Silencing Your Noisy Inbox – Part 1

Lawyers get a lot of emails. Important email. But interspersed with the important email, you also get a lot of unnecessary, unimportant, or low-priority email. Some of those emails can be categorized as spam, but many of them are noise that you get by nature of the way information has been delivered for many years. Of course, there is actual spam – unsolicited emails that are not harmful, but very annoying. Then there are the malicious emails – phishing attempts that try to thwart your cybersecurity. To reduce the email in your inbox to allow you to focus on the important/urgent messages, versus the not urgent/not important messages, you must first classify these messages and manage them. In this installment, we will focus on managing noise but not spam or malicious emails.

Focused Inbox

A quick and effortless way to help conquer inbox overload is to use the filtering built into your email application. In Microsoft Outlook, you can turn on Focused inbox, which shows you messages that require your attention and all else goes to the “Other” tab. It works remarkably well. If you see an email in the “Other” tab, right click on it to “Move to Focus” or “Always Move to Focus.” Or right click on an email in the Focus tab to “Move to Other” or “Always Move to Other.” Focused inbox for Outlook works in the browser and the Outlook app for your mobile devices.

If you are a Gmail user, Gmail has even more automatic filtering, creating categories for Primary, Social, Updates, Forums, and Promotions. In Settings, you can turn these filters into Tabs. You can also enable bundling of top promos. Select a message to indicate that the email has been miscategorized. If you want to create your own tabs, change your inbox type to Multiple Inboxes and you can create custom sections based on search criteria. While the Default inbox type with categories works on your smartphone app, Multiple Inboxes can only be viewed on a computer. Note that you can’t turn on inbox categories if you have more than 250,000 messages in your inbox.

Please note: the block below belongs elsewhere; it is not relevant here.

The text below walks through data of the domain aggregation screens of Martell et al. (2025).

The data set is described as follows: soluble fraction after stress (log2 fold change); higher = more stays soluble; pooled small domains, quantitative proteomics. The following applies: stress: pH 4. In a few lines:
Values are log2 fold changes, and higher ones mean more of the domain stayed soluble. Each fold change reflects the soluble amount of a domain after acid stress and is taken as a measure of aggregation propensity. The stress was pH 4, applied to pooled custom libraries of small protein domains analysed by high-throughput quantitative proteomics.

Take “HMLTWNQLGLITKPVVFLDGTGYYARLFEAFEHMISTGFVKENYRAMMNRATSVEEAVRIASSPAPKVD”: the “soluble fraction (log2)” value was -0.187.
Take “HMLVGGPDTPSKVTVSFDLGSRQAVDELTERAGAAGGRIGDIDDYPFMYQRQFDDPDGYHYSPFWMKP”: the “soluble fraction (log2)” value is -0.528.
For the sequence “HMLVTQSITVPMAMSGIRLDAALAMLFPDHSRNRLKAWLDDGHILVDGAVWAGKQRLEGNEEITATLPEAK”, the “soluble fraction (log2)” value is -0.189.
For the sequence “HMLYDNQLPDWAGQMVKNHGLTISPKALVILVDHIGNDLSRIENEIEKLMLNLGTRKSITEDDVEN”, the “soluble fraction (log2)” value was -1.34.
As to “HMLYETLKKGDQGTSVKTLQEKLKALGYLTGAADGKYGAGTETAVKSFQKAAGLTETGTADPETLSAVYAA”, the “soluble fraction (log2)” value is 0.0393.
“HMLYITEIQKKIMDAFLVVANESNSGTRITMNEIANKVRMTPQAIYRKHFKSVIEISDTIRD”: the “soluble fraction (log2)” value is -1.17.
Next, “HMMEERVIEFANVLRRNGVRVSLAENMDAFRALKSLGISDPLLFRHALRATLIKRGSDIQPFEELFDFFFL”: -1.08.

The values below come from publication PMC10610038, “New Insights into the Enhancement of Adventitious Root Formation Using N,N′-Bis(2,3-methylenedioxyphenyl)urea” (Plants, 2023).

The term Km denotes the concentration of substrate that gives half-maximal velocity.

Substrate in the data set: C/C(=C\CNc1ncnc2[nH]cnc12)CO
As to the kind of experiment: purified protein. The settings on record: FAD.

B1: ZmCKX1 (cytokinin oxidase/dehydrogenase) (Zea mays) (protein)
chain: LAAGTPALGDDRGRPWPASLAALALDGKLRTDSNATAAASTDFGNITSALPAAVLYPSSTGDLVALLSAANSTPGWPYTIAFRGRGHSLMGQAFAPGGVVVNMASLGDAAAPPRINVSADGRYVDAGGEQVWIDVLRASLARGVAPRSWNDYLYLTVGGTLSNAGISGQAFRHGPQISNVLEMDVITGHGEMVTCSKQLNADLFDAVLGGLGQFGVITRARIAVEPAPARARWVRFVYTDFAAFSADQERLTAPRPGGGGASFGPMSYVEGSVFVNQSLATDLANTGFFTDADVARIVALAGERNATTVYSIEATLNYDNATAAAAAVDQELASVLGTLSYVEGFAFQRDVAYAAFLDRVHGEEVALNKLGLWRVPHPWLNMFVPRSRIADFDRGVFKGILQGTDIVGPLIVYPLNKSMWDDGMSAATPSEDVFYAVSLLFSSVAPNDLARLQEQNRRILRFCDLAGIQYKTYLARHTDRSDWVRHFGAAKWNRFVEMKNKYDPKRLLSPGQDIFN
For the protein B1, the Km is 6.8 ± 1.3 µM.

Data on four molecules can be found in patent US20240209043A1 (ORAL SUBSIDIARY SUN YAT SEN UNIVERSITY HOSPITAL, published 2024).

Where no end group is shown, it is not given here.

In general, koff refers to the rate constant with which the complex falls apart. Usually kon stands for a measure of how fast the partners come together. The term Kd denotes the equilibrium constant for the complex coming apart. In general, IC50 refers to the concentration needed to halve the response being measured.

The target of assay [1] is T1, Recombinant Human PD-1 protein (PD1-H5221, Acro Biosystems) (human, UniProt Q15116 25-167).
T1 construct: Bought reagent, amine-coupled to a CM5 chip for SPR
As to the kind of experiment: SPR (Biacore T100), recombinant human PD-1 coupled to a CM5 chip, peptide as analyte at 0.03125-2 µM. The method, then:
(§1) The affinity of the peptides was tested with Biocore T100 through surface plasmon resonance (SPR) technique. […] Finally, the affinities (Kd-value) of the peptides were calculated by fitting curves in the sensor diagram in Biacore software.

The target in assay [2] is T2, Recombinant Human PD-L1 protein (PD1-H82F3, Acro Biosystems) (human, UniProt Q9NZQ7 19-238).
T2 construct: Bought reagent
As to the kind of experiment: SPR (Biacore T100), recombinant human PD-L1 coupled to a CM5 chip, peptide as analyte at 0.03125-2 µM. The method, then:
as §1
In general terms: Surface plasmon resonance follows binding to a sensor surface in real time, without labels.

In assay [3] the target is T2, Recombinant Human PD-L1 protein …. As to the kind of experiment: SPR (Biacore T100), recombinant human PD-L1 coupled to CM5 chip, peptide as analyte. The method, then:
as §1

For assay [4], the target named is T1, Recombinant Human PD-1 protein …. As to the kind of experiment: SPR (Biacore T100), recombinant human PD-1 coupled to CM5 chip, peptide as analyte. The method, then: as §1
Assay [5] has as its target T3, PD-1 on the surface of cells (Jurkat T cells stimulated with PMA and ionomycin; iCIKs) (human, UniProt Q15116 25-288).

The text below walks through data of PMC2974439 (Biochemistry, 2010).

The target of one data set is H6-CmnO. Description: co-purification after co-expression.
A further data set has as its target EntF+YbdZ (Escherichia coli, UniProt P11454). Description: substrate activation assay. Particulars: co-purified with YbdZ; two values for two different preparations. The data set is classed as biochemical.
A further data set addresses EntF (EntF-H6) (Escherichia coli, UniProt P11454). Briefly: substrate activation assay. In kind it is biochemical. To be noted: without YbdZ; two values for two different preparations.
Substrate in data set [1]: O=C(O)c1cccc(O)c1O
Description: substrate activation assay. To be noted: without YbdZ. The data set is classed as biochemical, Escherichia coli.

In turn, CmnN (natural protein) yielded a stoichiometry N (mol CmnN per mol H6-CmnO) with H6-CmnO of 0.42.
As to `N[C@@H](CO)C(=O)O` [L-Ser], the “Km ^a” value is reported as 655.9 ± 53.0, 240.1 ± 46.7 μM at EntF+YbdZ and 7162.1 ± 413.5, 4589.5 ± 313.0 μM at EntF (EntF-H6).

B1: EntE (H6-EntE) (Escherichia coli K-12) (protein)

Sales & Marketing Emails

When you purchase something online or sign up to receive a whitepaper, you are indicating that you agree to continue to receive marketing emails in addition to confirmations, unless there is a box to indicate you do NOT want to receive further marketing messages. In some cases, your email address is also shared with affiliate companies. Technically, this is not spam, it is bacn. To combat this, you can create a disposable email address or an alias email.

Email Aliases

In Gmail you use your current account and append a + or . to your email address. For instance, [email protected] or [email protected]. These emails will go into your Gmail account, but you can easily add labels and filters to manage them more easily. If you get too many of these emails you can block the sender or write a filter to delete the emails automatically.

If you need to use your work email to sign up for purchases or whitepapers, and you use Microsoft Outlook with either hosted Exchange or Microsoft 365, you can get your administrator to set up an email alias. You can set up to 400 aliases per user, and there are no additional fees or licenses required. You can have aliases like [email protected] or [email protected]. However, to write a rule that deals with the alias (e.g., filter to a folder) the rule must be written to identify the alias in the message header, otherwise these emails will just automatically go to your inbox.

You can create email aliases in iCloud Mail and (f/k/a Hotmail).

Disposable email addresses

If setting up an alias, especially in Microsoft Exchange or 365 environments, seems a little daunting, there are many services that offer disposable contact information. This Wired article highlights options native to Apple devices, or alternatives such as 10 Minute Mail or Burner Mail and offers options for disposable phone numbers too. Other options include the venerable Spam Gourmet.

Unsubscribe Options

If the sales and marketing emails you are receiving are legitimate, under CAN-SPAM they are required to provide an unsubscribe link. If you see marketing emails from a company that you have done business with (and you trust) offer an unsubscribe link at the bottom of an email, just click it and stop receiving emails from that provider. You can even search your inbox for the word “unsubscribe” to find all the emails that offer that possibility to make it easier when you have a moment to focus on cleaning up your inbox and reducing the incoming messages.